ShadowlandPoised to play a pivotal new role in the Middle East, Syria struggles to escape its dark past.Published: November 2009By Don BeltTheres a passage in The Godfather in which a young Michael Corleone, living abroad, realizes that with his older brothersuddenly and violently deceased, he now stands anointed—doomed is more like it—to take over the Mafia empire hisaging father has built from scratch. "Tell my father to get me home," he says to his host, resigned to the role he is nowfated to play. "Tell my father I wish to be his son."If there was a moment like that for Bashar al Assad, the current president of Syria, it came sometime after 7 a.m. onJanuary 21, 1994, when the phone rang in his rented apartment in London. A tall, scholarly ophthalmologist, Bashar,then 28, was doing a residency at Western Eye Hospital, part of St. Marys Hospital system in Britain. Answering thephone, he learned that his older brother, Basil, while racing to the Damascus airport in heavy fog that morning, haddriven his Mercedes at high speed through a roundabout. Basil, a dashing and charismatic figure whod been groomedto succeed their father as president, died instantly in the crash. And now he, Bashar, was being called home.Fast-forward to June 2000 and the death of the father, Hafez al Assad, of heart failure at age 69. Shortly after thefuneral, Bashar entered his fathers office for only the second time in his life. He has a vivid memory of his first visit, atage seven, running excitedly to tell his father about his first French lesson. Bashar remembers seeing a big bottle ofcologne on a cabinet next to his fathers desk. He was amazed to find it still there 27 years later, practically untouched.That detail, the stale cologne, said a lot about Syrias closed and stagnant government, an old-fashioned dictatorshipthat Bashar, trained in healing the human eye, felt ill-equipped to lead."My father never talked to me about politics," Bashar told me. "He was a very warm and caring father, but even after Icame home in 1994, everything I learned about his decision-making came from reading the notes he made duringmeetings, or by talking to his colleagues." One of those lessons was that, unlike performing eye surgery, running acountry like Syria requires a certain comfort with ambiguity. Bashar, an avid photographer, compares it with a black-and-white photograph. "Theres never pure black or pure white, all bad or all good," he said. "There are only shades ofgray."Syria is an ancient place, shaped by thousands of years of trade and human migration. But if every nation is aphotograph, a thousand shades of gray, then Syria, for all its antiquity, is actually a picture developing slowly before oureyes. Its the kind of place where you can sit in a crowded Damascus café listening to a 75-year-old story-teller in a fezconjure up the Crusades and the Ottoman Empire as if they were childhood memories, waving his sword around sowildly that the audience dives for cover—then stroll next door to the magnificent Omayyad Mosque, circa A.D. 715, andjoin street kids playing soccer on its doorstep, oblivious to the crowds of Iranian pilgrims pouring in for evening prayersor the families wandering by with ice cream. Its also a place where you can dine out with friends at a trendy café, andthen, while waiting for a night bus, hear blood-chilling screams coming from a second-floor window of the Bab Toumapolice station. In the street, Syrians cast each other knowing glances, but no one says a word. Someone might belistening.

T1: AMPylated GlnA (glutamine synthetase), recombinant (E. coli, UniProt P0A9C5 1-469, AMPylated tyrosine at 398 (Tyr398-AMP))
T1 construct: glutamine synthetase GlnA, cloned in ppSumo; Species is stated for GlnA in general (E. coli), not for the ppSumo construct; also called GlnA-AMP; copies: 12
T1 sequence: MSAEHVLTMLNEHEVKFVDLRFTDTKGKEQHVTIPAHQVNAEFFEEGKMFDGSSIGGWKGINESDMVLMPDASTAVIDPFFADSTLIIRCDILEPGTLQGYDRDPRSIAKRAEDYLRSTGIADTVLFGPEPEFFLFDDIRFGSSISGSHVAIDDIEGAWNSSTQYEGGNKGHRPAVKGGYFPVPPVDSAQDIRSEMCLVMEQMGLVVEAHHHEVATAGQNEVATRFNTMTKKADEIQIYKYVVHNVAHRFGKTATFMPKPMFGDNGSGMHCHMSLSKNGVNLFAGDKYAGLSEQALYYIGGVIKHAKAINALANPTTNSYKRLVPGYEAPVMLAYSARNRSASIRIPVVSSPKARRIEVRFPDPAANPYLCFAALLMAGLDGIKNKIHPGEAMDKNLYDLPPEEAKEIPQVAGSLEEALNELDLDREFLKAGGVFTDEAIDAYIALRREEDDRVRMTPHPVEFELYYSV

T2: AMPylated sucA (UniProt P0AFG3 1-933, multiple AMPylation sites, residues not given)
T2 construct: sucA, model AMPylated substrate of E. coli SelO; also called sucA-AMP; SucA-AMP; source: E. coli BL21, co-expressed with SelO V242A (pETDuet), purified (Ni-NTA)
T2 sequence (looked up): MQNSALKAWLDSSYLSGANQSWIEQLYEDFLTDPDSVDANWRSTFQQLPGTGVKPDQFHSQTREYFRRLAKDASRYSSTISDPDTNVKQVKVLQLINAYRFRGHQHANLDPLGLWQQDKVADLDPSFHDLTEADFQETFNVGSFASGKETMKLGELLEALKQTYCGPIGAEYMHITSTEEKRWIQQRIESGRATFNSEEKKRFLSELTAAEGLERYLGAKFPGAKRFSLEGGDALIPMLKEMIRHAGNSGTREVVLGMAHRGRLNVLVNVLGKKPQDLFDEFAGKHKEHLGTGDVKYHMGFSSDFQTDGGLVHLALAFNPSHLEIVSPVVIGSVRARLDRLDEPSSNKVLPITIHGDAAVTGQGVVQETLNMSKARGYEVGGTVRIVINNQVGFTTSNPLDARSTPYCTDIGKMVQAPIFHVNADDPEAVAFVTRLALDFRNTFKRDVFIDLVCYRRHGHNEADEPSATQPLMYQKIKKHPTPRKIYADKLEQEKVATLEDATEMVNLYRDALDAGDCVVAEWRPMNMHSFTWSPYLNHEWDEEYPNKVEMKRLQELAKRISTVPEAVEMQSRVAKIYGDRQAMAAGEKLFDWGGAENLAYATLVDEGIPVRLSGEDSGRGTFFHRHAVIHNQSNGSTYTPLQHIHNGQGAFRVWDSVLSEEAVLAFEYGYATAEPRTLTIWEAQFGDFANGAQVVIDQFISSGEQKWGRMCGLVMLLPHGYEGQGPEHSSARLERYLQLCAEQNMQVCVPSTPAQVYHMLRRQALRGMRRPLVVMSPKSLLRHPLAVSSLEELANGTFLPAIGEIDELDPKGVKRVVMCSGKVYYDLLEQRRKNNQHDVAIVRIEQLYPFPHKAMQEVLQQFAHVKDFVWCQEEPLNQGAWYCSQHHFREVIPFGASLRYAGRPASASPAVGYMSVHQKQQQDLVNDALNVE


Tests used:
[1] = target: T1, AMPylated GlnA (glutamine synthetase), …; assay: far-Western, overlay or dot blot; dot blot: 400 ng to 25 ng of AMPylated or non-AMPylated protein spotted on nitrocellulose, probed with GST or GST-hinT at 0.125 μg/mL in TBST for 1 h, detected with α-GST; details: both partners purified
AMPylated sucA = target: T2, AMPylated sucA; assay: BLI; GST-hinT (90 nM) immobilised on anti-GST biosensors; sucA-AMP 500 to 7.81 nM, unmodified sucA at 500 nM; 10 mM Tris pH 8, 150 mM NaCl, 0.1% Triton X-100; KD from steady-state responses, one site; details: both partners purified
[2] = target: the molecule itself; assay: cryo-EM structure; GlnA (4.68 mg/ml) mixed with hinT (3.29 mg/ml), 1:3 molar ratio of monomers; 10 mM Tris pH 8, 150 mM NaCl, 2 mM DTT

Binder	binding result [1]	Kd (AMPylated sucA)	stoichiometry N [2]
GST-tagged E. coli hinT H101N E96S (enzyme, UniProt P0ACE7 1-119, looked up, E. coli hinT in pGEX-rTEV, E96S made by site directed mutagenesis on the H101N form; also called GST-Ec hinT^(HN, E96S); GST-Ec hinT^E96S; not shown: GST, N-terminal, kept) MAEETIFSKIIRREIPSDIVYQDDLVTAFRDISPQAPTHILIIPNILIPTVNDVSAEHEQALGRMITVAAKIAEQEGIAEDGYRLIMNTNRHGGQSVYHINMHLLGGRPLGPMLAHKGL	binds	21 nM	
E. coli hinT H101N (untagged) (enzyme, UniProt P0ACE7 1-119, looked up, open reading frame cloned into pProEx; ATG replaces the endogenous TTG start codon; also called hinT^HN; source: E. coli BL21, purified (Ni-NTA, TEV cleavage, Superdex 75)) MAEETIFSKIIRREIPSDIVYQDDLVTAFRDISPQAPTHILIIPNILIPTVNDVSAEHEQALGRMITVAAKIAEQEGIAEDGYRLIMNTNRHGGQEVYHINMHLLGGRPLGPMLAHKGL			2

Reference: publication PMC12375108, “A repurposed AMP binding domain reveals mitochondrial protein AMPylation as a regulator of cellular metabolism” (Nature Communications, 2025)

The Assad regime hasnt stayed in power for nearly 40 years by playing nice. It has survived a tough neighborhood—bordered by Iraq, Israel, Jordan, Lebanon, and Turkey—by a combination of guile and cozying up to more powerfulcountries, first the Soviet Union and now Iran. In a state of war with Israel since 1948, Syria provides material support tothe Islamist groups of Hezbollah and Hamas; its also determined to reclaim the Golan Heights, a Syrian plateau capturedby Israel in 1967. Relations with the United States, rarely good, turned particularly dire after the 2003 U.S. invasion ofIraq, when George W. Bush, citing Syrias opposition to the war and support for Iraqi insurgents, threatened regimechange in Damascus and demonized Syrias young president as a Middle Eastern prince of darkness.Its been nearly a decade since Bashar took office, and its fair to ask what, if anything, has changed. Its also a good timeto take stock, as Syria—responding to overtures from a new U.S. administration hungry for success in the Middle East—seems poised to resume a pivotal role in regional affairs. Henry Kissinger famously said you cant make war withoutEgypt or peace without Syria, and hes probably right. Like it or not, the road to Middle East peace runs right throughDamascus. Yet even Bashar acknowledges that it will be hard for Syria to move forward without tending to its cripplinginternal disrepair.Outside the ancient Hamadiya market in Damascus, a photograph of Hafez al Assad as tall as a three-story building oncestood. Marked by a high forehead and poker players eyes, the presidents giant head peered out over his traffic-chokedcapital of four million people, as it did from billboards and posters all over Syria. Modeled on the totalitarian cults of theSoviet imperium, this Big Brother iconography always gave Syria the feel of being sealed in amber, trapped in an erawhen dictators were really dictators, the days of Stalin and Mao. This is the Syria that Hafez left behind.In its place today, flanked by the citys Roman-era walls, is a large white billboard with a photograph of Syrias firstpostmodern president, waving. Bashar is shown with a buoyant grin on his catlike face, squinting over his whiskers into abright sun. "I believe in Syria," the billboard says reassuringly. But it will take more than a smile and a slogan to reinventhis country, and he knows it. "What Syria needs now," Bashar told me, "is a change in the mentality."The home village of the Assad family, Al Qardahah, sits on a mountainside facing west, sheltered and aloof as hill townsoften are, yet so close to the Mediterranean that on a clear day you can see the fishing boats of Latakia, Syrias largestport, and the seabirds circling like confetti in the western sky. A modern, four-lane expressway rises like a ramp from thecoast and delivers supplicants to the remote mountain village, where the streets are paved, houses upscale, and off-dutyregime officials—large men in their 50s and 60s who carry themselves like Mafia dons on vacation—pad around town intheir pajamas.Hundreds of years ago Al Qardahah was an enclave of destitute Shiites who followed the Prophets son-in-law andsuccessor, Ali, so fervently that centuries before theyd been declared heretics by other Muslims and driven into themountains of northwest Syria, where they came to be known as Alawis. Then in 1939, one of their own—a whip-smart,nine-year-old boy named Hafez—was sent down the mountain to get an education. He lived in Latakia while attendingschools run by the French, who had taken over this part of the Ottoman Empire after World War I, in the great carvingup of historic Syria (which included present-day Israel, Palestinian territories, Jordan, Lebanon, western Iraq, andsouthern Turkey) that Britain and France had plotted in the Sykes-Picot Agreement of 1916.Quiet and tall for his age, Hafez was driven to succeed and ultimately to rule. After Syria gained its independence fromFrance in 1946, he joined the Baath Party, a secular Arab nationalist movement that would seize control of Syria in 1963.Hafez rose through the ranks of the air force and was eventually appointed defense minister. From that position, in1970, he mounted a bloodless coup with a trusted coterie of military officers, many of them fellow Alawis. Since then,followers of this tiny Shiite sect have managed to hang on to power in this complex, ethnically volatile nation of 20